The green aviation revolution is coming, but will Toronto be at the forefront, or roadkill?
US scheduled charter operator JetSuite, in which JetBlue Airways and Qatar Airways have stakes, is the launch customer for Zunum Aero’s hybrid-electric aircraft, which is scheduled for delivery beginning in 2022. When it is launch, Zunum will be the first of a wave of aircraft promising to transform aviation into one of the greenest, most fuel-efficient forms of transportation possible.
But will the Toronto region be able to handle the new hybrid jets? Electric flight is in its infancy, with only a handful of aircraft currently being built, but they promise a revolutionary reduction in GHG ( green-house gas emissions) and operational costs. Zunum Aero’s regional jet is one of the first of a wave of larger electric and hybrid aircraft that are on the way. With rising fossil fuel prices, GHG emissions targets and climate change as driving factors, the impact on Canadian aviation will be revolutionary.
Major airspace companies, including Airbus and RollsRoyces are working on integrated airframe -engine combinations, utilizing turbo-electric and hybrid propulsion. These designs promise a new level of efficiency and quiet air travel undreamed of until recently. Electricity is starting to prove its viability as an in flight fuel source. Most, at least initially, are aimed at the under 50- 100 seat market, targeting routes under two hours flight time. The need for fast access to large quantities of inexpensive electricity is a given, as is a runway of at least 6000ft.
One day our current crop of CO2 producing jet engines will be seen as stepping stones in history. The smell of jet fuel and exhaust nothing more than nostalgic throwbacks to bygone eras, as we slip through the skies in our quiet electric planes. But without a flexible aviation infrastructure, Toronto is expected to be unable to benefit from this coming revolution in aircraft propulsion. This can be changed, but only if we are willing to confront the status quo now profiting from the congestion around out current airport infrastructure.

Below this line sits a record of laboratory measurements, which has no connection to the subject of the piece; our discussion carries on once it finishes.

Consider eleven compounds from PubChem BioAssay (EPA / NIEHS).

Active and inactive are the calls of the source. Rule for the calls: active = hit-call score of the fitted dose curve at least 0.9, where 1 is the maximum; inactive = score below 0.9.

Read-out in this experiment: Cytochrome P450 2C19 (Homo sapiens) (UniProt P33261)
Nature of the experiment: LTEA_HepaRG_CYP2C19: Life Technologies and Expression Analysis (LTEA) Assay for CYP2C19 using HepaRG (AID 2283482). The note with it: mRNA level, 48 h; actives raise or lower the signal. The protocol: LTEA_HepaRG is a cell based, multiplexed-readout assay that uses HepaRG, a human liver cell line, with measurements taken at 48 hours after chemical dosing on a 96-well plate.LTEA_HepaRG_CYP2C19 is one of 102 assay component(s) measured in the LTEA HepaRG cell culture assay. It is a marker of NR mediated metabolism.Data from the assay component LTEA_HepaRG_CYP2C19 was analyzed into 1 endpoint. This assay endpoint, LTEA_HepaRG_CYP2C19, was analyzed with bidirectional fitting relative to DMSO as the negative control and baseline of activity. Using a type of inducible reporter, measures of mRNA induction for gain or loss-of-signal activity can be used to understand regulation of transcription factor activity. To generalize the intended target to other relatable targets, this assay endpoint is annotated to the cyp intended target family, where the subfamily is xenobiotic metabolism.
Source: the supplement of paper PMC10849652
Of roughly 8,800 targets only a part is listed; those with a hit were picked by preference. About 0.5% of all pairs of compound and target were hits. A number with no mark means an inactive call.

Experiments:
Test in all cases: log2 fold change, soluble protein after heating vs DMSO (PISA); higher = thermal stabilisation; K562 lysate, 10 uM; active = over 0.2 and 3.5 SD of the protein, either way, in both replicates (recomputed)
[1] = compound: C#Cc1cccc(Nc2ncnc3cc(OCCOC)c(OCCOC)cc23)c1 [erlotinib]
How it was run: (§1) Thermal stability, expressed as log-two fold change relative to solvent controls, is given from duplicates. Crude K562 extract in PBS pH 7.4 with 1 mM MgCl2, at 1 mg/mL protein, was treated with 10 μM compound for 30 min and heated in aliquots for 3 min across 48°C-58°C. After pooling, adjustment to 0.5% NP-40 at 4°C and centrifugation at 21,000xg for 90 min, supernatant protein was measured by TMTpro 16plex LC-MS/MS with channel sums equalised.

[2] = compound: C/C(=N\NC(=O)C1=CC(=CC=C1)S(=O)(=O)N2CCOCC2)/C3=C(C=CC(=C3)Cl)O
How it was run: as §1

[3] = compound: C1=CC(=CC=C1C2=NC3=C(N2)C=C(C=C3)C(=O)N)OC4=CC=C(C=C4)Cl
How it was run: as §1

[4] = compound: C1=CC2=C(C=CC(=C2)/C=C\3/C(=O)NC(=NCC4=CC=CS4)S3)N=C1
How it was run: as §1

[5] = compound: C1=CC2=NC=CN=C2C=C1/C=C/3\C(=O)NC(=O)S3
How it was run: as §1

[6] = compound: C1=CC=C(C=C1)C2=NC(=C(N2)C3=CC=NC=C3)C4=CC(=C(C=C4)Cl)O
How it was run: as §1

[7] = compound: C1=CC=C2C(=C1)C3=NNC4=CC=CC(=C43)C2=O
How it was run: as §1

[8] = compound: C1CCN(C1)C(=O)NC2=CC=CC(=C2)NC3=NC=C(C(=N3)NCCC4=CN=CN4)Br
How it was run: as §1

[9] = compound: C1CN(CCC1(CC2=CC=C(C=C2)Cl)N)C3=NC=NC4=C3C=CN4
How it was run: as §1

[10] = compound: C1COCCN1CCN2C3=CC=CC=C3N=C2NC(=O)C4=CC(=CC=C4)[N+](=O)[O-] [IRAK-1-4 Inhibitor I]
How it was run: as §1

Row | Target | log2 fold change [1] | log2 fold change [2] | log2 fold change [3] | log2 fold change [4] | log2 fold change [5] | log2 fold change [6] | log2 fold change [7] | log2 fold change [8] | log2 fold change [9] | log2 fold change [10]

Only a single jet airport, Toronto Pearson, services the Greater Toronto Areas huge passenger catchment area. Pearson, already nearing capacity, will be hard pressed to find the flexibility to adapt to the new technology. Unfortunately for our environment, Pearson’s solution to its current capacity problem is the opposite of what is needed. Its current masterplan upsizes aircraft and works towards a more homogeneous traffic flow by excluding smaller jets. Aircraft accommodating only 20-50 passengers ( and requiring electric fuel), are not part of the plan.
Pickering airport will be part of the solution to this problem. With close proximity to Pickering’s electric infrastructure, a clean green locally-produced fuel source is close at hand. The Pickering airport should be designed and built from the ground up with the flexibility and space to support both the old and new propulsion technologies. It needs to have long runways and plenty of room airside for the new ground support infrastructure. Unlike Pearson, aircraft will not need to be placed in holds and arrival spacing will be un-congested, perfect for the dramatic range in approach speeds of this new type of aircraft class.
The benefits of building new local accessible airport infrastructure are not just environmental. Passenger convenience will be improved by reducing door to door travel time. No longer will you have to awake at 3:00 am and drive for hours just to make a 7:00 am flight. The savings in time and fuel just commuting to the airport justifies the new airport. Pickering can also become a development and manufacturing hub for the new technology, keeping Canadian companies at the forefront of the revolution in green aviation technology.
The question now, as with many environmental issues, do we have the political will to prepare for the future and overcome the status quo? The timeline for Pickering airport is urgent. If we start now, Pickering will not become fully operational until 2032. The first generation of electric commuter aircraft will already have been in service for a decade before we even get out of the gate.